More plastic surgeons are seeing clients’ Snapchat-filtered photos as they field requests for enhancements, a trend some are saying fuels body dysmorphic disorder (BDD).
Snapchat, a social media app known for photo messages that disappear, offers a face filter feature with options that allow users to easily edit away blemishes and enhance lips and eyes. Boston University School of Medicine researchers – in a recent article published in JAMA Facial Plastic Surgery – say this is fueling “Snapchat dysmorphia.”
People who suffer from BDD suffer extreme stress and anxiety over their appearance. The mental disorder can lead to depression and suicidal thoughts or behaviors, the Mayo Clinic notes.
The authors of the JAMA article say easily accessible photo edits such as those in Snapchat and Facetune are “altering people’s perception of beauty worldwide” in a dangerous way that feeds into BDD tendencies. Fine lines, red spots and moles can digitally disappear with a swipe, and people want to achieve that look permanently.
A study published last year by Johns Hopkins University School of Medicine researchers found that about 13 percent of patients asking for cosmetic surgery suffer from BDD.
Patrick Byrne, director of Facial Plastic and Reconstructive Surgery at Johns Hopkins University School of Medicine and a member of the American Academy of Facial Plastic and Reconstructive Surgery, told USA TODAY a week rarely goes by without one of his patients taking out their phones and showing him selfies. Often, they prefer to show him imperfections in photos compared to his in-office mirror, he said.
Those who show him Snapchat-morphed images usually ask him for “absurd and unrealistic” results, he said.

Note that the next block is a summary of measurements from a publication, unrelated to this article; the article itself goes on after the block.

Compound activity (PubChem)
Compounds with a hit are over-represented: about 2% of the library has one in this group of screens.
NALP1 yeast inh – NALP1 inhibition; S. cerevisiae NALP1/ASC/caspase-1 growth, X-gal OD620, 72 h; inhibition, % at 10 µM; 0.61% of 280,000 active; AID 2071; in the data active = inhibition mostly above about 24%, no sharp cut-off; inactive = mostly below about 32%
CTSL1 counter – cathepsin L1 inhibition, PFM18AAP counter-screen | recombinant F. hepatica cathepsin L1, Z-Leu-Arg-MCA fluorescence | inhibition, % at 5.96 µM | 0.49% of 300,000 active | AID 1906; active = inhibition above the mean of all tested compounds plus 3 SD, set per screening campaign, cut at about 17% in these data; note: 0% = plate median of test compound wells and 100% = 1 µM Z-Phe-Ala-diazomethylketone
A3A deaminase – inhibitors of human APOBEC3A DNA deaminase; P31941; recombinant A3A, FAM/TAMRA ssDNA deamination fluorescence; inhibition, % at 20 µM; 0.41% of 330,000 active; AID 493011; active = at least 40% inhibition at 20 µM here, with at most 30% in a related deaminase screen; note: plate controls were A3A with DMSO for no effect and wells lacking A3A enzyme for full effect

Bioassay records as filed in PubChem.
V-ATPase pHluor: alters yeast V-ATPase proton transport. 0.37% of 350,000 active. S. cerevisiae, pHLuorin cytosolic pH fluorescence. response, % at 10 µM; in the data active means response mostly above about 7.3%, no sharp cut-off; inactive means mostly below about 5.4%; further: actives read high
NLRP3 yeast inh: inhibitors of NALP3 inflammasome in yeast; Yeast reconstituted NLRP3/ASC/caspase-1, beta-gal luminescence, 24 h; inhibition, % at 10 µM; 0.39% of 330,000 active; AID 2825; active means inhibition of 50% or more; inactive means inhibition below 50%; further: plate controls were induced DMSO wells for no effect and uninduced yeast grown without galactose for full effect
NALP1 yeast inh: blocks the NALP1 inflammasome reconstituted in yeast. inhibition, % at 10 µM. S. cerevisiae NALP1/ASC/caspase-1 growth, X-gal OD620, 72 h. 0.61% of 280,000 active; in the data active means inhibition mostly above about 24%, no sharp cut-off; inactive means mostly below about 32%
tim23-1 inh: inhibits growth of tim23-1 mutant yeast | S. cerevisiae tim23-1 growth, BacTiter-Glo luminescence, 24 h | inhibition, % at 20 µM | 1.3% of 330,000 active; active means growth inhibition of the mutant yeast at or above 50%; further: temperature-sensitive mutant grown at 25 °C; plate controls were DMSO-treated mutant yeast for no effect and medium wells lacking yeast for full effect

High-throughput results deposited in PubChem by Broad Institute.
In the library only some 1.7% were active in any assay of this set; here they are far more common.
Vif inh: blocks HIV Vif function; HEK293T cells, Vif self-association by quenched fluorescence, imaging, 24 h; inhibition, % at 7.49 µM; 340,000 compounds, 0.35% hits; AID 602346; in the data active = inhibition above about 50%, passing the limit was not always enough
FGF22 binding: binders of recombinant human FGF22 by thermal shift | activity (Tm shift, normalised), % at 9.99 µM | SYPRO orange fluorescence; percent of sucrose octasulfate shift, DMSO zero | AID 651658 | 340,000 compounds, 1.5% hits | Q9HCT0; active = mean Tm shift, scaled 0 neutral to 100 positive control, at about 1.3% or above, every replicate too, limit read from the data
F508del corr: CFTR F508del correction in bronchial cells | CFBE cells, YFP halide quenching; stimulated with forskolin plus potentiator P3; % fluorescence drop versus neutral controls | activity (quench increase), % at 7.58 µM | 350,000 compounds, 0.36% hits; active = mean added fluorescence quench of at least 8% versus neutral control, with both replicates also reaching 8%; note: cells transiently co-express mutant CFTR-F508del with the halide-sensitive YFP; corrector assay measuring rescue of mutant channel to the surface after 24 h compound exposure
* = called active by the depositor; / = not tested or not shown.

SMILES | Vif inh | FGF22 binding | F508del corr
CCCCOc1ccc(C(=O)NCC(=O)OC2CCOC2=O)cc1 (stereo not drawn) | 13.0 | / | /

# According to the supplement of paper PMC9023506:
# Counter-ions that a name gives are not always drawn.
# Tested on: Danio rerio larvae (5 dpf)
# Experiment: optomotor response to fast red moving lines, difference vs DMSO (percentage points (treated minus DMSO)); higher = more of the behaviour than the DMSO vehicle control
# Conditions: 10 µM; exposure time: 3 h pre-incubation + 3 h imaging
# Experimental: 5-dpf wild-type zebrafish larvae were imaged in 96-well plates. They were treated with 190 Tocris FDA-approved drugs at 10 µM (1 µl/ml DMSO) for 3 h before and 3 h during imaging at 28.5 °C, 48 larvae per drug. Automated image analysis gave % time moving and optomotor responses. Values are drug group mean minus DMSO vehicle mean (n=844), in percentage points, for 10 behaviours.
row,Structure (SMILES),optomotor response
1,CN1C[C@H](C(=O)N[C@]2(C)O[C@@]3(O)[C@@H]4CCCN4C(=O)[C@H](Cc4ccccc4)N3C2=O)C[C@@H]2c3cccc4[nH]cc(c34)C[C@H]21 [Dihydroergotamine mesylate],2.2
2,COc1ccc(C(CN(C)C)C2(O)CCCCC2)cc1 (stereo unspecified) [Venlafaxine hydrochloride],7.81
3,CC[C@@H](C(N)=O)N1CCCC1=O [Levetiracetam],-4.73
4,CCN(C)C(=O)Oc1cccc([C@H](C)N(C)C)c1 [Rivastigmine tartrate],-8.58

The most common procedures those clients, typically between 17 and 22 years old, ask for: oversized eyes and lips, narrowed jaw lines, refined nose and flawless skin.
“Many young people do not seem to distinguish or care that the goal they are seeking looks cartoonish and unreal,” Byrne said.
Byrne said he often is left having a tough conversation about what’s possible, including some eye widening options, plumper lips and so on.
Snap, the parent company of Snapchat, didn’t have a formal statement replying to the JAMA opinion piece but did say helping users express themselves in a fun way is a priority for the company.
Bringing altered images to the plastic surgeon isn’t new.
Alan Matarasso, clinical professor of surgery at Northwell Health System/Hofstra University and president-elect of the American Society of Plastic Surgeons, said his clients have been bringing him photo-edited images for years – just years ago these images were airbrushed magazine photos of celebrities.
He told USA TODAY the technology is “good and bad.” In some ways, a face filter could give someone a clearer idea of what their face might look like with, for example, plumper lips. On the other hand, Matarasso said “it can make people obsess over minor irregularities.”
“The reality is that no body looks perfect, and no one can look perfect,” Matarasso said.
Matarasso’s most common facial surgery requests are nose procedures, followed by (in no particular order) chin enlargements and eye and eyebrow procedures.
“Keep it in perspective,” he said, encouraging clients to be open to the reality of plastic surgery.
Ashley May, USA Today